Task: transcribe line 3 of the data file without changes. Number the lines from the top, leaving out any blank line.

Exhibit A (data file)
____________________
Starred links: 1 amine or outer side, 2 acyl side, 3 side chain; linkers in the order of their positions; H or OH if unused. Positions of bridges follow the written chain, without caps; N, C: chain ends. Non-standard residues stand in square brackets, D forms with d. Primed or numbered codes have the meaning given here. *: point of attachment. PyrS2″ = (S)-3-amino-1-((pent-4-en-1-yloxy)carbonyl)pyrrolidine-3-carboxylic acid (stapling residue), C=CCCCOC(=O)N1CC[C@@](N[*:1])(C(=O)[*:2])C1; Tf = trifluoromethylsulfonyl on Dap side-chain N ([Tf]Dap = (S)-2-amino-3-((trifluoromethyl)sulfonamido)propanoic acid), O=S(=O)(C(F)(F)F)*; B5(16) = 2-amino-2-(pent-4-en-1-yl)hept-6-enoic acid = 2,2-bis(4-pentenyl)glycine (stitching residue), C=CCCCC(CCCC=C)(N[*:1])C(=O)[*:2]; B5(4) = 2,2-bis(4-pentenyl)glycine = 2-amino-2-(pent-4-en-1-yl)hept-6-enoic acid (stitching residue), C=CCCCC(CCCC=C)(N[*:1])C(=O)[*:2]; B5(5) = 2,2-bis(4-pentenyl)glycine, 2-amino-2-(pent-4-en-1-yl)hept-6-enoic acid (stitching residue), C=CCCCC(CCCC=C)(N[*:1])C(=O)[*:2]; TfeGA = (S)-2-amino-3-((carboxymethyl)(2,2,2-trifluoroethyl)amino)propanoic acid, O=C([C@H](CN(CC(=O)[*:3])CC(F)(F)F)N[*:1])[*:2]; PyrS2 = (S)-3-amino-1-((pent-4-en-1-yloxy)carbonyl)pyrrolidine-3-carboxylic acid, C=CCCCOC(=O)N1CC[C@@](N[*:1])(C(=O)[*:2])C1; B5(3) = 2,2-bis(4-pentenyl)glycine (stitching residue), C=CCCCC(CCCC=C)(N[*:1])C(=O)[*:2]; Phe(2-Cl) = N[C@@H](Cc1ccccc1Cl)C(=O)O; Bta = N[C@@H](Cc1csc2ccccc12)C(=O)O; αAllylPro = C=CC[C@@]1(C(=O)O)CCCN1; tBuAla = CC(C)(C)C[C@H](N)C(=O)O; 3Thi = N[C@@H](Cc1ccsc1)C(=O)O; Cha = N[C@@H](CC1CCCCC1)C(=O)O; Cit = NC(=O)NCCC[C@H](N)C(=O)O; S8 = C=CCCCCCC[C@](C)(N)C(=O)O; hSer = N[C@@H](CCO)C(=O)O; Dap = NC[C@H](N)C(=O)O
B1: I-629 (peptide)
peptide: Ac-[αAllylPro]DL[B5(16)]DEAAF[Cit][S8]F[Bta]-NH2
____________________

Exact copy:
peptide: Ac-[αAllylPro]DL[B5(16)]DEAAF[Cit][S8]F[Bta]-NH2